Asylum-seeker life: in limbo, and we can’t work

In her place of origin, Congo Brazzaville, Patricia was a paediatric nurse and worked in the local hospital and her mother’s pharmacy. “She was killed by the Government,” says Patricia, “because she didn’t agree with what they were doing. Then her husband fled the country to save his own life, because he was also a member of the opposition party.”

Despite all the difficulties Patricia decided to stay on and bravely resisted for five years, but in her country the “political beliefs” of her family were a stigma that it was difficult and dangerous to carry. So, in 2003, Patricia too was forced to leave her country and decided to head for the UK to seek political asylum. “Initially they didn’t believe my story at the Home Office and refused me asylum. It’s so frustrating. As an asylum seeker you are not allowed to work and you’re not allowed to do any full-time courses. Living like that can make you go crazy.”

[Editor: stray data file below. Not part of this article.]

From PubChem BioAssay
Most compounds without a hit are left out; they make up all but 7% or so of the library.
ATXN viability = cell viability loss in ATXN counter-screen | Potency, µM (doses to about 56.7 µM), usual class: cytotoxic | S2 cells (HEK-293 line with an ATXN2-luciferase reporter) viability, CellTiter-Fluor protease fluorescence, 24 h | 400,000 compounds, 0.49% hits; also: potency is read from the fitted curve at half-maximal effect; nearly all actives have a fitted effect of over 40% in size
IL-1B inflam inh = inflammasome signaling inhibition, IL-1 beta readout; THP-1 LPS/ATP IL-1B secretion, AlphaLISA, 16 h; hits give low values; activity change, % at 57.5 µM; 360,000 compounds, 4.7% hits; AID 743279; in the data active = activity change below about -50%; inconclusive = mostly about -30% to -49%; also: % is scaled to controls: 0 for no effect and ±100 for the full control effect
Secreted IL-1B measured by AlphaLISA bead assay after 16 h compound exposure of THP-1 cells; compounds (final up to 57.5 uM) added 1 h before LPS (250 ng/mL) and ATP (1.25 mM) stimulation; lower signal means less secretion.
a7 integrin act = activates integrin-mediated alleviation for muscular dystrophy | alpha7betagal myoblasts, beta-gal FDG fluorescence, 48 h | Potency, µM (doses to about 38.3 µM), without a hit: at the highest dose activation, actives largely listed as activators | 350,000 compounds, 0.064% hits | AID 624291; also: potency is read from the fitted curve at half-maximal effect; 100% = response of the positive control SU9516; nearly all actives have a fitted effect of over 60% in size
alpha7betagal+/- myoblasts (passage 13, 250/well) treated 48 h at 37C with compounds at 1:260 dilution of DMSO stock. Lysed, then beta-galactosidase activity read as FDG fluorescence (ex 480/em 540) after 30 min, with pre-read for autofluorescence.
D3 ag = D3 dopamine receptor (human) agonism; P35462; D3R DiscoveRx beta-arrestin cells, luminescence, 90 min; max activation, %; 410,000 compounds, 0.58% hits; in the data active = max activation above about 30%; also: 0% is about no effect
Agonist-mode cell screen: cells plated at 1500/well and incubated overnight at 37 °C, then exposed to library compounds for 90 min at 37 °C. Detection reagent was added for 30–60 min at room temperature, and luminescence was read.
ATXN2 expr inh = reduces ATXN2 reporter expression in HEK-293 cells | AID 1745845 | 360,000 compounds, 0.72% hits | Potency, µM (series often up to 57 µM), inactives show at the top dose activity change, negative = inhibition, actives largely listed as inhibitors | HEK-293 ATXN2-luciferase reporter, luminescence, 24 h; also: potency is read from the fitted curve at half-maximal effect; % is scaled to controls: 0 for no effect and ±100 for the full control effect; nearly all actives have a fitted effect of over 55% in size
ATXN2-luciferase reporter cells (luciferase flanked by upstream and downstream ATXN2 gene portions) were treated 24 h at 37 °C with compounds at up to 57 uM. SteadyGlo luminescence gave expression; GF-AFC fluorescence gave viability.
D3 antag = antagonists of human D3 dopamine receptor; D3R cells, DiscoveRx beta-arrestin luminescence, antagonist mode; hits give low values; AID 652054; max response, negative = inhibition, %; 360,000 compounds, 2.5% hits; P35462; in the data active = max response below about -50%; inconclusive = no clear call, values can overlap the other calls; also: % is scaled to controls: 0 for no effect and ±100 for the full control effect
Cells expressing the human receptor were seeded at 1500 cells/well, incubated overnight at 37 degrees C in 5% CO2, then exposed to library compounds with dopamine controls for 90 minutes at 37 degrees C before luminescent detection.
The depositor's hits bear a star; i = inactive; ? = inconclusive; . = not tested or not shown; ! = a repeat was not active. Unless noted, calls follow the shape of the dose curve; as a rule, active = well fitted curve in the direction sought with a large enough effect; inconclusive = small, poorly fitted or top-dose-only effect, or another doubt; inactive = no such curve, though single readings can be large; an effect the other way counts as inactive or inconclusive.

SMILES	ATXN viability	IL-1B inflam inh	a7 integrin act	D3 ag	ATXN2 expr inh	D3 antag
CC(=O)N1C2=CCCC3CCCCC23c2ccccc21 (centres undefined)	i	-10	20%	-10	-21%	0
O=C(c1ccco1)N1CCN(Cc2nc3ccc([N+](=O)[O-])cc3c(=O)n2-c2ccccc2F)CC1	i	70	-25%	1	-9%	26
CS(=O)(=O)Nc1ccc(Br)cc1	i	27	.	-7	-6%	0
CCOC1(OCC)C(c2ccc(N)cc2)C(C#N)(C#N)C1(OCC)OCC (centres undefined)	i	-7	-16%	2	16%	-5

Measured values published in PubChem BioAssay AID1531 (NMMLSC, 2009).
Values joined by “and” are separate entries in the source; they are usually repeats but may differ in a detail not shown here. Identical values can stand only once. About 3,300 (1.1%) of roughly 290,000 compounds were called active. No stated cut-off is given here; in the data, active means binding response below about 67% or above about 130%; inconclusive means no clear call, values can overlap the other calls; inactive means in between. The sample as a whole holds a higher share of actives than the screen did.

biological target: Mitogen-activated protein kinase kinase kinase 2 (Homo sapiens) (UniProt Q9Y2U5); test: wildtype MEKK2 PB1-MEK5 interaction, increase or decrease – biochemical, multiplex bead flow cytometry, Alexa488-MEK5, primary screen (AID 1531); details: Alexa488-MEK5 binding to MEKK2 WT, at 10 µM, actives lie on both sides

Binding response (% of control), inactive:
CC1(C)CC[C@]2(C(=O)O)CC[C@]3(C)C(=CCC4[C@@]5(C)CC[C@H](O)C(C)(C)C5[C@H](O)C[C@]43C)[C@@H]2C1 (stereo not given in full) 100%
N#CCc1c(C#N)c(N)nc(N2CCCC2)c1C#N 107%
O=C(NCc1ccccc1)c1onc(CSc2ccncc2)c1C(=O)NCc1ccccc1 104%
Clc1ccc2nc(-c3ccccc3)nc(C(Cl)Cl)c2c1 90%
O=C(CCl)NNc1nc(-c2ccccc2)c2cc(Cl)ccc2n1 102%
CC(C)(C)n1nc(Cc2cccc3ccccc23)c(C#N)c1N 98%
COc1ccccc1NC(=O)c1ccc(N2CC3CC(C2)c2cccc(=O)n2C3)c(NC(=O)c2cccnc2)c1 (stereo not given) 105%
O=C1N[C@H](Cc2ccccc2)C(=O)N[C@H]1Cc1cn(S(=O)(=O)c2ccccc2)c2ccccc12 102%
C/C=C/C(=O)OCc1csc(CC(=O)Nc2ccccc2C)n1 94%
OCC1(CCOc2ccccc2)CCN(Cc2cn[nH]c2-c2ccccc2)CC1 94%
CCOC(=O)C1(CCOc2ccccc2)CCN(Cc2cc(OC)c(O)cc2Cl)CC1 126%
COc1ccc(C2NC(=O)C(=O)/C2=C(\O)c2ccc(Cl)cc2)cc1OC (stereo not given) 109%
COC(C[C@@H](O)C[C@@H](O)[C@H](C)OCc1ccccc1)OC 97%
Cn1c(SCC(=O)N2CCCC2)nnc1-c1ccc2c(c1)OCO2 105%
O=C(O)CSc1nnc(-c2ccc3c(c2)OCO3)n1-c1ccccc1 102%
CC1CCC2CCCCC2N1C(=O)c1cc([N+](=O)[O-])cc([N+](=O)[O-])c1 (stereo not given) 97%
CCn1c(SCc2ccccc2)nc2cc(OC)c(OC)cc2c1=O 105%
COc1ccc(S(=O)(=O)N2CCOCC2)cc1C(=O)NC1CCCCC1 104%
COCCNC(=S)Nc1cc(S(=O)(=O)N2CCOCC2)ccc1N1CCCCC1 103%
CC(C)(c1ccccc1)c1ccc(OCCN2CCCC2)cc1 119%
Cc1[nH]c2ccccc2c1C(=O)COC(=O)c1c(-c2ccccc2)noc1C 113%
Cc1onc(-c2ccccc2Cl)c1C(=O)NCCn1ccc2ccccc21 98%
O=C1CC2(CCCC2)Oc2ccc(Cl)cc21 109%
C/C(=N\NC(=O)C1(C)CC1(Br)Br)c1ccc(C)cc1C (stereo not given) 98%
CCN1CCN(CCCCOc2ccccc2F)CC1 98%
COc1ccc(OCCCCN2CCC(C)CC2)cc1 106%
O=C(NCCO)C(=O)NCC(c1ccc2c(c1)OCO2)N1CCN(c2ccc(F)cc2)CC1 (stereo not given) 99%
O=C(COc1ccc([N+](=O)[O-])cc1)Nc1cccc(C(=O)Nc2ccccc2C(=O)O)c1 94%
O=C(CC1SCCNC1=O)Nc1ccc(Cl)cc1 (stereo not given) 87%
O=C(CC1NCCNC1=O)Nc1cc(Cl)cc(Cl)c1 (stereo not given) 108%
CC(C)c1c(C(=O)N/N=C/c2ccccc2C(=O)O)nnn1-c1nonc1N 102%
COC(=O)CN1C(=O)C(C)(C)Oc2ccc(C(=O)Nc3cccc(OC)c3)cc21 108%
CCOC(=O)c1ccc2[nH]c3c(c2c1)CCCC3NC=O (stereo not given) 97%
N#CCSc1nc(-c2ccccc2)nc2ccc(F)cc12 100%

After spending her first few years in the UK going in and out of detention centres she moved to Glasgow, where thanks to the help and support of the Scottish Refugee Council she finally obtained political asylum and realized how many women like her still needed help and assistance. Today Patricia has become part of the Refugee Women’s Strategy Group, which helps women get information and advice about everything to do with asylum, and gives them strength from a psychological point of view.

“With our work we have changed things too. Now women seeking asylum in Scotland can ask for childcare when they are interviewed at the Home Office; that’s because we wrote a letter asking for that change. I myself am finally free from the Home Office but I want to continue being part of the Strategy Group in order to help other people. Here they’ve helped me to see that I’m not the only one.”

Berthe Patricia Nganga is 44 and comes from Congo Brazzaville. In August, 2011, she was granted political asylum. Today she lives in Glasgow where she is a member of the Women’s Strategy Group, which has the support of the Scottish Refugee Council.